Vessel

Superior Vena Cava Obstruction

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Superior Vena Cava Obstruction, Superior Caval Vein Obstruction, Superior Vena Cava Occlusion, Superior Vena Cava Syndrome, SVC Syndrome

  • Pathophysiology
  1. Superior Vena Cava Obstruction to flow
    1. Internal Vascular Invasion (e.g. Vena cava thrombosis , tumor infiltration
    2. External Compression (e.g. right lung or Mediastinal Mass)
      1. Mediastinal Mass gradually compresses superior vena cava, blocking entry into right atrium
      2. Results in retrograde flow and regional edema
  2. Superior Vena Cava Obstruction Compensation
    1. SVC is a thin walled, low pressure large vein 2 cm in width and 4-6 cm in diameter
    2. High venous pressures within SVC may be compensated with collateral circulation over 1-2 weeks
      1. Example: Azygous vein may provide some collateral drainage
  • Causes
  1. Malignancy (60% of all cases)
    1. Bronchogenic Carcinoma (80% of malignancy causes)
    2. Malignant Lymphoma (15% of malignancy causes)
    3. Metastatic Disease (to lung, mediastinum or lymph nodes)
      1. Breast adenocarcinoma
      2. Testicular seminoma
  2. Vena Cava thrombosis (majority of non-malignant cases)
    1. Long-term venous catheters (40% of thrombosis cases)
    2. Idiopathic
    3. Behcet's Syndrome
    4. Polycythemia Vera
    5. Paroxysmal Nocturnal Hemoglobinuria
    6. Long-term shunts
    7. Long-term Pacemakers
  3. Other Benign Disease (Rare)
    1. Mediastinal fibrosis
      1. Post-Radiation Therapy
      2. Idiopathic
      3. Histoplasmosis
      4. Actinomycosis
      5. Tuberculosis
    2. Benign Mediastinal tumor
      1. Aortic aneurysm
      2. Dermoid tumor
      3. Goiter
      4. Sarcoidosis
  • Symptoms
  1. Dyspnea (50%)
  2. Neck and facial swelling (40-82%)
    1. Head fullness or pressure sensation
  3. Swelling of trunk and upper extremities (40%)
  4. Local Airway Compression
    1. Cough
    2. Dysphagia
    3. Choking sensation
    4. Hoarseness
  5. Headache
    1. Common presenting complaint
    2. Secondary to Increased Intracranial Pressure
  6. Referred Pain
    1. Chest Pain
    2. Shoulder Pain
  7. Miscellaneous
    1. Lacrimation
    2. Visual changes
    3. Syncope
  • Signs
  1. Thoracic vein distention (65%)
  2. Neck vein distention (55%)
  3. Facial edema (55%)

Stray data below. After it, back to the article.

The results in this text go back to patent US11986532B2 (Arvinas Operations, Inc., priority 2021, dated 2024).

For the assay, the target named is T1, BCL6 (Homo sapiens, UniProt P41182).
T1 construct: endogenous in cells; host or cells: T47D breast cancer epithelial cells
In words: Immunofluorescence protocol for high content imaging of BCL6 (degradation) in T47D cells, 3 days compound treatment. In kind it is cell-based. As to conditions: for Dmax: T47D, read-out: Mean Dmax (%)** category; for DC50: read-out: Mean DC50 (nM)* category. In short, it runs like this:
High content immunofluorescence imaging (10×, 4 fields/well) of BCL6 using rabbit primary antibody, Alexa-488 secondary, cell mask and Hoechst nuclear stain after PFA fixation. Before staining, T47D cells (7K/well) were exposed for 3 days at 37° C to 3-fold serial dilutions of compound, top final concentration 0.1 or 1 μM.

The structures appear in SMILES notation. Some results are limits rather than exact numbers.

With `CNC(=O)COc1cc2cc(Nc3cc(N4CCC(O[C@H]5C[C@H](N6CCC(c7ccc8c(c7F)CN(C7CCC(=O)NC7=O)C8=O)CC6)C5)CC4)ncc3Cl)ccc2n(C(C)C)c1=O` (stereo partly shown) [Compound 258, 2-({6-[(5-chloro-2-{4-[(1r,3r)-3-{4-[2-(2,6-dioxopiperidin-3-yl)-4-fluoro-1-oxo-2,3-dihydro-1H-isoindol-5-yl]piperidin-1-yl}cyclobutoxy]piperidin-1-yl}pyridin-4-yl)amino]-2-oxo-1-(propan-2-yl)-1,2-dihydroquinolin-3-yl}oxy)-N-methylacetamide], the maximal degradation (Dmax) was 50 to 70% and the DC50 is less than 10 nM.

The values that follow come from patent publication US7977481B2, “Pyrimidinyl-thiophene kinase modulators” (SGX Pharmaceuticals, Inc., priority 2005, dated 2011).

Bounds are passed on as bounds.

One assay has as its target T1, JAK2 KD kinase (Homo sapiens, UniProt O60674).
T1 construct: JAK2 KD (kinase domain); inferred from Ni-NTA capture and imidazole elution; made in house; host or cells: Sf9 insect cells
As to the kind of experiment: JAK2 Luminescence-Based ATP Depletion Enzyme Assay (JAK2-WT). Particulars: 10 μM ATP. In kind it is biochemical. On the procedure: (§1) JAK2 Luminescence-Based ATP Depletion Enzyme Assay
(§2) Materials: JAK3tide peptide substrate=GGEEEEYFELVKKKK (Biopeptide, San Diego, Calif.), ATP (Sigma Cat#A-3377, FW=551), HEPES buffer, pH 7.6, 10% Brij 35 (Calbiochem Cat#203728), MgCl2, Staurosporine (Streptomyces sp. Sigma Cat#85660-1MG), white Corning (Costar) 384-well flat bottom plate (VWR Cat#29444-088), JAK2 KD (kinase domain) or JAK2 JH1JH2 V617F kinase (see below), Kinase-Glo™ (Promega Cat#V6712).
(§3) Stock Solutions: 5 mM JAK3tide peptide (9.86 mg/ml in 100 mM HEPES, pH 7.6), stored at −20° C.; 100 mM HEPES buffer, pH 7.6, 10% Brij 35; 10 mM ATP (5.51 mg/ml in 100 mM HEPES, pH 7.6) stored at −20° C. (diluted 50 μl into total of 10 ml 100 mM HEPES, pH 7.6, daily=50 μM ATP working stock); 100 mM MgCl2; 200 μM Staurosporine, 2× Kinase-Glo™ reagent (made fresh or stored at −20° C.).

4. Tachypnea (40%)
  5. Plethora of the face and Cyanosis (15%)
  6. Edema of upper extremities (10%)
  7. Paralysis of Vocal Cords (3%)
  8. Horner's Syndrome (3%)
  9. Distended antecubital veins
  • Associated Conditions
  • Imaging
  1. Chest XRay
    1. Mass identified in 90%
    2. Right superior mediastinum widening (75%)
    3. Hilar Adenopathy (50%)
    4. Right Pleural Effusion (25%)
  2. Chest CT with IV Contrast
    1. Identifies mass lesions and sites of SVC obstruction
    2. Collateral vessel development is a sensitive and specific marker of SVC Syndrome
      1. Test Specificity: 96%
      2. Test Sensitivity: 92%
  3. Other Imaging modalities
    1. MR Venogram
    2. Cavogram
    3. Ultrasound
  • Management
  1. Severity of airway and vascular compromise varies by timing of progression
    1. Rapid progression may not allow for compensation, resulting in acute airway compromise
  2. Supportive care for airway compromise
    1. ABC Management
    2. High-Dose Corticosteroids
    3. Elevate the head of the bed
    4. Avoid Diuretics
  3. Identify mass etiology
  4. Reduction in mass size
    1. Emergent Intervention Radiology
    2. Other modalities
      1. Radiation Therapy (e.g. Non-Small Cell Lung Cancer)
      2. Chemotherapy
      3. Surgical decompression
  5. Consult Oncology and Cardiothoracic Surgery acutely
    1. Palliative CareConsultation once stabilized
  6. Anticoagulation with Heparin
    1. Indicated for venous thrombosis
  7. Intravenous stenting
    1. Common acute management
    2. Improvement is seen within days
    3. Effective even when tumor mass is not reducible
  • Prognosis
  1. Poor prognostic sign
    1. Predicts 90% mortality in 3 years
    2. Median survival: 6 months
  • References
  1. Long, Long and Koyfman (2020) Crit Dec Emerg Med 34(11): 17-24
  2. Higdon (2018) Am Fam Physician 97(11):741-8 [PubMed]